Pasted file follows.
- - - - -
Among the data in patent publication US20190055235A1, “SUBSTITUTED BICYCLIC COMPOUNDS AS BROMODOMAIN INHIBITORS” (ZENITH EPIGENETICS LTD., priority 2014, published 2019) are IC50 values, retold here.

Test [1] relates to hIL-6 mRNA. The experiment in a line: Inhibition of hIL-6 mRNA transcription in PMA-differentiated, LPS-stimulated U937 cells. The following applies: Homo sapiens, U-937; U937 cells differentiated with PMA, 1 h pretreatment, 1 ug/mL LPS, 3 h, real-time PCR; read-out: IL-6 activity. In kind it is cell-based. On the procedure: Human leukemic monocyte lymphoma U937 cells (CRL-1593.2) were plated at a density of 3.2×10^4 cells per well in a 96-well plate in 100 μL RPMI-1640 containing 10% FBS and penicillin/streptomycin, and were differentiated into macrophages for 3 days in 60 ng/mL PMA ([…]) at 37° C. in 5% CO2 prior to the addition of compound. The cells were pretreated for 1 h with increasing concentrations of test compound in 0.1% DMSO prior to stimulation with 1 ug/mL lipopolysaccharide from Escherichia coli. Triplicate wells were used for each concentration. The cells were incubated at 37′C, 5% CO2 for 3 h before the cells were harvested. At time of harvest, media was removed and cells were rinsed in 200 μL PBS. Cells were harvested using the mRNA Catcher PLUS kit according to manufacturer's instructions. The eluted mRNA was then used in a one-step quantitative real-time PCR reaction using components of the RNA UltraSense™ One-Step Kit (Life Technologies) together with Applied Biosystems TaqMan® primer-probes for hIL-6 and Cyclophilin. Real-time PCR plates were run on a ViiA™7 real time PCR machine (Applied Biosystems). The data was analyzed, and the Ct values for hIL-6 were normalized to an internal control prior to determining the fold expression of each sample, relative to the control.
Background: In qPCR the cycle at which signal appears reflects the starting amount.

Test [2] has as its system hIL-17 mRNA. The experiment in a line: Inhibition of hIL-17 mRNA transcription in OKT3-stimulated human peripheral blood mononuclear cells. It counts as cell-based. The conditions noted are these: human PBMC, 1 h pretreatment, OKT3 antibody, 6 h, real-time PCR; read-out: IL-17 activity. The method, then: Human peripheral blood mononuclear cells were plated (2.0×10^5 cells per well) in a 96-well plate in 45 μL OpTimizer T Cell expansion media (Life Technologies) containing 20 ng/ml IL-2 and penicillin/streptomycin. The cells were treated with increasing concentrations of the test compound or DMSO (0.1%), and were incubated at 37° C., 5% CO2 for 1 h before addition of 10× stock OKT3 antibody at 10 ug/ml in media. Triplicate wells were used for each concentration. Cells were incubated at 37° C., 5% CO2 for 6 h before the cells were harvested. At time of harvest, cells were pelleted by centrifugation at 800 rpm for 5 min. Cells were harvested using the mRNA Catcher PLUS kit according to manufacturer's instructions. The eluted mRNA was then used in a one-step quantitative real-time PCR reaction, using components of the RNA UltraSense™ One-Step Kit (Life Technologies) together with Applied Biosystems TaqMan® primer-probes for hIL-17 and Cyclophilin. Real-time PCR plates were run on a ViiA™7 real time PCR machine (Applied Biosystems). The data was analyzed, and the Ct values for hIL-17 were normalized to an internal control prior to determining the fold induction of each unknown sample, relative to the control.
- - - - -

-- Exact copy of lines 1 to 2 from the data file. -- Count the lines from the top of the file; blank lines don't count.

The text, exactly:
Among the data in patent publication US20190055235A1, “SUBSTITUTED BICYCLIC COMPOUNDS AS BROMODOMAIN INHIBITORS” (ZENITH EPIGENETICS LTD., priority 2014, published 2019) are IC50 values, retold here.

Test [1] relates to hIL-6 mRNA. The experiment in a line: Inhibition of hIL-6 mRNA transcription in PMA-differentiated, LPS-stimulated U937 cells. The following applies: Homo sapiens, U-937; U937 cells differentiated with PMA, 1 h pretreatment, 1 ug/mL LPS, 3 h, real-time PCR; read-out: IL-6 activity. In kind it is cell-based. On the procedure: Human leukemic monocyte lymphoma U937 cells (CRL-1593.2) were plated at a density of 3.2×10^4 cells per well in a 96-well plate in 100 μL RPMI-1640 containing 10% FBS and penicillin/streptomycin, and were differentiated into macrophages for 3 days in 60 ng/mL PMA ([…]) at 37° C. in 5% CO2 prior to the addition of compound. The cells were pretreated for 1 h with increasing concentrations of test compound in 0.1% DMSO prior to stimulation with 1 ug/mL lipopolysaccharide from Escherichia coli. Triplicate wells were used for each concentration. The cells were incubated at 37′C, 5% CO2 for 3 h before the cells were harvested. At time of harvest, media was removed and cells were rinsed in 200 μL PBS. Cells were harvested using the mRNA Catcher PLUS kit according to manufacturer's instructions. The eluted mRNA was then used in a one-step quantitative real-time PCR reaction using components of the RNA UltraSense™ One-Step Kit (Life Technologies) together with Applied Biosystems TaqMan® primer-probes for hIL-6 and Cyclophilin. Real-time PCR plates were run on a ViiA™7 real time PCR machine (Applied Biosystems). The data was analyzed, and the Ct values for hIL-6 were normalized to an internal control prior to determining the fold expression of each sample, relative to the control.